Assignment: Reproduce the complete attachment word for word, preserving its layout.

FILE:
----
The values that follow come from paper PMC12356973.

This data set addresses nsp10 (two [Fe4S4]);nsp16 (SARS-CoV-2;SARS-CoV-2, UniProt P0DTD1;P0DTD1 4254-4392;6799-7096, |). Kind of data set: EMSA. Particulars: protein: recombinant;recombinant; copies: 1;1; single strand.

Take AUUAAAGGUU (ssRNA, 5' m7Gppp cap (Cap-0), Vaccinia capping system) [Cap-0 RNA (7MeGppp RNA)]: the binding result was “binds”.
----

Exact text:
The values that follow come from paper PMC12356973.

This data set addresses nsp10 (two [Fe4S4]);nsp16 (SARS-CoV-2;SARS-CoV-2, UniProt P0DTD1;P0DTD1 4254-4392;6799-7096, |). Kind of data set: EMSA. Particulars: protein: recombinant;recombinant; copies: 1;1; single strand.

Take AUUAAAGGUU (ssRNA, 5' m7Gppp cap (Cap-0), Vaccinia capping system) [Cap-0 RNA (7MeGppp RNA)]: the binding result was “binds”.